Nike, Adidas, Kenneth Cole, Manage Mental Health Amid Return to Office – Footwear News


Throughout the pandemic, mental health has become top of mind for organizations looking to retain and satisfy talent.

But now, as companies ask — or in some cases, require — their workforce to come back into the office, employers must balance this shift with overall employee well-being.

Throughout 2021, four in five employees surveyed for Mental Health America’s Mind the Workplace 2022 report said that workplace stress impacted their relationships with friends, family and coworkers. 56% of employees surveyed by the nonprofit mental health advocacy group said they were likely to look for new jobs, compared to 40% in 2018.

With this in mind, companies are taking different approaches to workplace wellbeing this Mental Health Awareness Month and in general, as many employees come back to the office for the first time in years.

Nike on Friday announced that it will once again close all of its offices worldwide for a week in August to give its employees additional time off to recover and rest. The announcement coincides with Nike’s return-to-office plan, which began last week. Nike is currently working with a “3-2 flexible work model” which allows employees to work remotely up to two days a week.

Lululemon, which plans to reopen its offices in June with a hybrid work set-up, will give employees four additional paid days off this summer after a successful inaugural run in 2021. The company plans to gradually shift to the new hybrid model, so that employees have time to adjust as needed.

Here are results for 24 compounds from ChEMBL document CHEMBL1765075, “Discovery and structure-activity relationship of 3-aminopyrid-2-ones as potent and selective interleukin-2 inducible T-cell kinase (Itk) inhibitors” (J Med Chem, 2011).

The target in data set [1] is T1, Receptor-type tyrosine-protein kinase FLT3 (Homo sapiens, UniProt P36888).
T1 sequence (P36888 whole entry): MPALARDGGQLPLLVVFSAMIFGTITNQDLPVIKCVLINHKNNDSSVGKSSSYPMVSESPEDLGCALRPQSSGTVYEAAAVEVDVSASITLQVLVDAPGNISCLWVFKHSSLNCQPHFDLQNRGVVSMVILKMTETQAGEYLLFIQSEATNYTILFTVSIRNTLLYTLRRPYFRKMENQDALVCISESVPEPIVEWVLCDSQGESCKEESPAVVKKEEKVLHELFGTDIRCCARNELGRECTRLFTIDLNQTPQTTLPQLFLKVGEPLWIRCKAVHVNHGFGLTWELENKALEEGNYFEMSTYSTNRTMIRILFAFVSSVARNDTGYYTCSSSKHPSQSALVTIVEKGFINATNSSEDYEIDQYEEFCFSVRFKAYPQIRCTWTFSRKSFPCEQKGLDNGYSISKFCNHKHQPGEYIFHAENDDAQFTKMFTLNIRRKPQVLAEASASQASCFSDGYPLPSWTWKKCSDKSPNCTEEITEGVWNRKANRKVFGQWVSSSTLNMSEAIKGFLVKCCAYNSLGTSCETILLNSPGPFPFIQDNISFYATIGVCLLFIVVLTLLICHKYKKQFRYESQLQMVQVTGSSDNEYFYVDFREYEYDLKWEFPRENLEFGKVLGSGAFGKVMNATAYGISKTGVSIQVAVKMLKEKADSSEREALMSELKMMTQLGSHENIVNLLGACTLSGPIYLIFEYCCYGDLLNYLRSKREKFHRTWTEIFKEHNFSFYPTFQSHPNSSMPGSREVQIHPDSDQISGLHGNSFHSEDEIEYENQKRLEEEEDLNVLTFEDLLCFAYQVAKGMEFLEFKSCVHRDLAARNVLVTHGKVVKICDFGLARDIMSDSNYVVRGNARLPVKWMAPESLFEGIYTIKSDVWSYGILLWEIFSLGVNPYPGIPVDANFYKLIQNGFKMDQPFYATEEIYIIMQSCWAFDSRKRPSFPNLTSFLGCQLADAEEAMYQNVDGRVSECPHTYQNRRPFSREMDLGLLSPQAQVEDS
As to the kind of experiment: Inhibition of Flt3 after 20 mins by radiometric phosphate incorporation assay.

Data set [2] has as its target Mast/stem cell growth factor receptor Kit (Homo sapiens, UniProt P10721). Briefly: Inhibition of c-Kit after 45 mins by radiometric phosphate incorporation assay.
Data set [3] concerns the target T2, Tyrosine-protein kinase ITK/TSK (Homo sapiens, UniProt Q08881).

Like other companies, Lululemon offers a range of mental health benefits for employees year round, including psychological counseling, an employee assistance program and financial benefits for fitness and meditation classes. In October, Lululemon launched a new center to support these physical and mental wellness programs.

Programs like these have, in most cases, become more commonplace in the pandemic corporate workforce. Almost 23% of workers said their employer had launched new mental health services during the pandemic, according to a February survey of more than 2,000 U.S. adults by the Harris Poll for Fortune.

On top of existing programs, companies such as Saks, Nordstrom, Kohl’s, Neiman Marcus Group and more have announced a series special events for employees for Mental Health Awareness Month this May.

These resources have taken on a new sense of urgency in the modern workplace, especially amid a persisting labor shortage in the U.S. About 4.5 million people quit their jobs in March at a rate of 3%, according to data from the Bureau of Labor Statistics. This number represents a series high and highlights the need for employers to tune into the needs and preferences of their workforce.

Many of the departures can be attributed to stress at work, compounded by pandemic challenges, according to the American Psychological Association (APA).